When we were out collecting dung beetles from bison dung at the Plains Conservation Center a week ago, by far the most numerous beetles were the red "Europeans". The red-winged Aphodius dung beetle, believed to be an invasive from Europe and having been brought over by the first settlers on their dirty ships, is one of the most abundant dung beetles in North America. It was known as Aphodius fimetarius Linnaeus, 1758, described by the father of scientific naming in his Systema Naturae over 250 years ago. Because it is so common and widespread on both sides of the Atlantic, few people have bothered studying it in detail. Now it turned out to be two – two distinct species with quite some difference in the mitochondrial DNA, different distributions, different chromosomes, and even different phenology in Colorado. Although they are difficult to differentiate in the field, under the microscope most of them can be identified by external morphological characters alone. The differences in the chromosomes were discovered fourteen years ago by Christine Wilson, at the time a PhD student with Robert Angus at Royal Holloway, University of London. Not many people "believed" her then. In the following decade, several authors found potential differentiating characters. We now published a comprehensive analysis of different character systems based on over 4400 specimens (4401 to be exact) in Systematic Entomology, clarifying the species status of both sibling taxa, namely Aphodius fimetarius and A. pedellus (De Geer, 1774), once and for all. Here is the abstract. Ask me for a pdf of the paper. Discoveries can indeed be made amongst the most common and apparently well-known bugs.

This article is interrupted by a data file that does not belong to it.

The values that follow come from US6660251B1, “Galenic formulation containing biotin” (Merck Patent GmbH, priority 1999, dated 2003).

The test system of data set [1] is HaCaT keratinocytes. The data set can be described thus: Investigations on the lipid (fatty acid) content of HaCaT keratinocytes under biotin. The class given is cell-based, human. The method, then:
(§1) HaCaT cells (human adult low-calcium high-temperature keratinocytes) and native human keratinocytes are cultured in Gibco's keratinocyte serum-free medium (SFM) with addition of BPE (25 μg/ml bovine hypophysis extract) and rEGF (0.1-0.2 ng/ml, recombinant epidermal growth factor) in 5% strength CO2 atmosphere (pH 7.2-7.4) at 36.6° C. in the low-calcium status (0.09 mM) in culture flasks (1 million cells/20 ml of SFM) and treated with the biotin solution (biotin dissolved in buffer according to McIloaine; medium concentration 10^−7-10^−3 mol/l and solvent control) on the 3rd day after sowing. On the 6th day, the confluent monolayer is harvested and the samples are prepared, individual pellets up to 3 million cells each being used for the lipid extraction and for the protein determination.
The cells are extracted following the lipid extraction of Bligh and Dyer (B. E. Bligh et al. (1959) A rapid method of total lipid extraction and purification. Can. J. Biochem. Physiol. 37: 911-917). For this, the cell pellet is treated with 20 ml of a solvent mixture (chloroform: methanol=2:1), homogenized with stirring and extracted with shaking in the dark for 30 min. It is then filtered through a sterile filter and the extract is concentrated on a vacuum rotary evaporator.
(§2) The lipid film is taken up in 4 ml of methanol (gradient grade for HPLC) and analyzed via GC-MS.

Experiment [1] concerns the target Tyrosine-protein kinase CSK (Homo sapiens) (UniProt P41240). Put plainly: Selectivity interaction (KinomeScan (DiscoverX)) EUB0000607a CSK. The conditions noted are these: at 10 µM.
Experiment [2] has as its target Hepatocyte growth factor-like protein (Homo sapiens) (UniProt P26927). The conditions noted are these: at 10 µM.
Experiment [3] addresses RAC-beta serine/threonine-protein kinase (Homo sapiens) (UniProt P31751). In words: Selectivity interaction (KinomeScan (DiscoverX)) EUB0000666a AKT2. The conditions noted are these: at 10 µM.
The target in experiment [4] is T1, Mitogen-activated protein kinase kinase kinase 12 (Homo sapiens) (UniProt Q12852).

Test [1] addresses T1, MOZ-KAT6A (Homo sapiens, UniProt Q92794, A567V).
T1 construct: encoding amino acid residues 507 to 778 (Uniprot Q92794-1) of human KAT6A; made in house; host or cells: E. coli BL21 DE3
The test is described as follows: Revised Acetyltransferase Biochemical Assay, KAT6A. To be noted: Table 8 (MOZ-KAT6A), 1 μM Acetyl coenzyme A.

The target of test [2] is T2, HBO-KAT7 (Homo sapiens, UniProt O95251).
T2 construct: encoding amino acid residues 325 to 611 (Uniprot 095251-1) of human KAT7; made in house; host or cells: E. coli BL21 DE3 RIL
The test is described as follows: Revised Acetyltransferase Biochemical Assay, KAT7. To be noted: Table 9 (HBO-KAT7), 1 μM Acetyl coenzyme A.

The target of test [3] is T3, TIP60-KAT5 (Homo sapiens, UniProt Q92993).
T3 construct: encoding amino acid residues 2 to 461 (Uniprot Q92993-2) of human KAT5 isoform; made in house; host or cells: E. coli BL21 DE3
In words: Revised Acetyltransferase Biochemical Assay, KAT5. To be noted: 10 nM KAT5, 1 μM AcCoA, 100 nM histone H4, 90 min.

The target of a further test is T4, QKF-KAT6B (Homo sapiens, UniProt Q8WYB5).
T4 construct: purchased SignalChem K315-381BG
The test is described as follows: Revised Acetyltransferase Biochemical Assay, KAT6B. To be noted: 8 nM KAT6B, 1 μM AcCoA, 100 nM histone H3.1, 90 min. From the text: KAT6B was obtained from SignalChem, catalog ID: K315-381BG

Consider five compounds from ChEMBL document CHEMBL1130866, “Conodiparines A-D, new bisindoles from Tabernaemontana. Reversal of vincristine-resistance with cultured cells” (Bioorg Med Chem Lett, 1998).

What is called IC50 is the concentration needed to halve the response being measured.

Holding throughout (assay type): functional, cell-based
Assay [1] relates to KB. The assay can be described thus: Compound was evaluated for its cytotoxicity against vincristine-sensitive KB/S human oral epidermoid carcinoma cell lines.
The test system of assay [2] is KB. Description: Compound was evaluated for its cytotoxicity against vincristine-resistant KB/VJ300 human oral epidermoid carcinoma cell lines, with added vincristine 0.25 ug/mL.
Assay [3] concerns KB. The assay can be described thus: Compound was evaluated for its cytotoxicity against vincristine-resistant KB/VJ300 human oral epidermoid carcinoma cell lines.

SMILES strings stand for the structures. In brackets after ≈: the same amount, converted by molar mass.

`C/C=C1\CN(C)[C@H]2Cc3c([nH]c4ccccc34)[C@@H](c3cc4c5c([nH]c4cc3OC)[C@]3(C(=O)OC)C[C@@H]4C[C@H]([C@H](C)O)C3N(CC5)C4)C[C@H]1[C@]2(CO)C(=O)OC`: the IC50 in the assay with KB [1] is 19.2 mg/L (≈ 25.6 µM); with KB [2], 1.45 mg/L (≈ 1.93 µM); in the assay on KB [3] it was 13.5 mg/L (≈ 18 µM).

(Photo by Chris Grinter; Aphodius pedellus, Germany, Saxony, Hundshübel, 31 July 1983, leg. FT Krell; DMNS ZE.5662)